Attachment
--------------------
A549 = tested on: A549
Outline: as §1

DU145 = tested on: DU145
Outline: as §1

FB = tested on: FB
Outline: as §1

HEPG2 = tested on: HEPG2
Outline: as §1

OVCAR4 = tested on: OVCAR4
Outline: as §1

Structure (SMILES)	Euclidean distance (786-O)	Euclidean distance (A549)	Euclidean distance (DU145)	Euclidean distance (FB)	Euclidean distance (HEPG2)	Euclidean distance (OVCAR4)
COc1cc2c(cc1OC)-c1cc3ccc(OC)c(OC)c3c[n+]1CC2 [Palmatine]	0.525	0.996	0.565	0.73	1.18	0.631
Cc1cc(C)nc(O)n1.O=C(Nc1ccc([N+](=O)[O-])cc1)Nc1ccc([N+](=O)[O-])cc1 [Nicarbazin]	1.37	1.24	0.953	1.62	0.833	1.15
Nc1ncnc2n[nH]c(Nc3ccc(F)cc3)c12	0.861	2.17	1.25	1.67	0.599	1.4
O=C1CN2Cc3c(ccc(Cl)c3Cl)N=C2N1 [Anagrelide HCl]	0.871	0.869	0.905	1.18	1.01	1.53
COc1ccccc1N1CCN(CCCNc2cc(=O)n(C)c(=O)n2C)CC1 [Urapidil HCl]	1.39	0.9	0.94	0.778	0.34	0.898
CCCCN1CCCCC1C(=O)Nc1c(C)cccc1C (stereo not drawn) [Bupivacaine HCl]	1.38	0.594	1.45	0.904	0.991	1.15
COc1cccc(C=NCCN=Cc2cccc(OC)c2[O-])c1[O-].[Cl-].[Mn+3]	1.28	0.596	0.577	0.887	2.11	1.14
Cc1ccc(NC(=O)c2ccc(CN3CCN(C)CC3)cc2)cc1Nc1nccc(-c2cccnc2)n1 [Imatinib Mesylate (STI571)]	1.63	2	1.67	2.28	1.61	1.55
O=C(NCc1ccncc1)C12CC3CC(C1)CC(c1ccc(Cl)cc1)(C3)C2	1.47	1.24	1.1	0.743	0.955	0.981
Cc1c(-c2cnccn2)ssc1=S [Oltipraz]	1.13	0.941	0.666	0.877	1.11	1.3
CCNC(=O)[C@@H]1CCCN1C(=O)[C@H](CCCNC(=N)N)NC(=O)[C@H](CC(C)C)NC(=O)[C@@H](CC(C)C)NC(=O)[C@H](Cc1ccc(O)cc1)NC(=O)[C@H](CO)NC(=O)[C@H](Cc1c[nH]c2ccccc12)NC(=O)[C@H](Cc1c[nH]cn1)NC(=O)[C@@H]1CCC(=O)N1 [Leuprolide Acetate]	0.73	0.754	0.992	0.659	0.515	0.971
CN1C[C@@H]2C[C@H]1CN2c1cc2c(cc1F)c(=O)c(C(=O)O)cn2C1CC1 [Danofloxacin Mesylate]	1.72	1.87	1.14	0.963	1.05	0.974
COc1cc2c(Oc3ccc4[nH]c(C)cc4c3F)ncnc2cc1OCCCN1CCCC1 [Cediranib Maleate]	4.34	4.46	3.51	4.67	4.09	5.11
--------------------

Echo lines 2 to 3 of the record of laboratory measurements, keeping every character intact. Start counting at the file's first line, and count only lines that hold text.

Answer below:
Outline: as §1

DU145 = tested on: DU145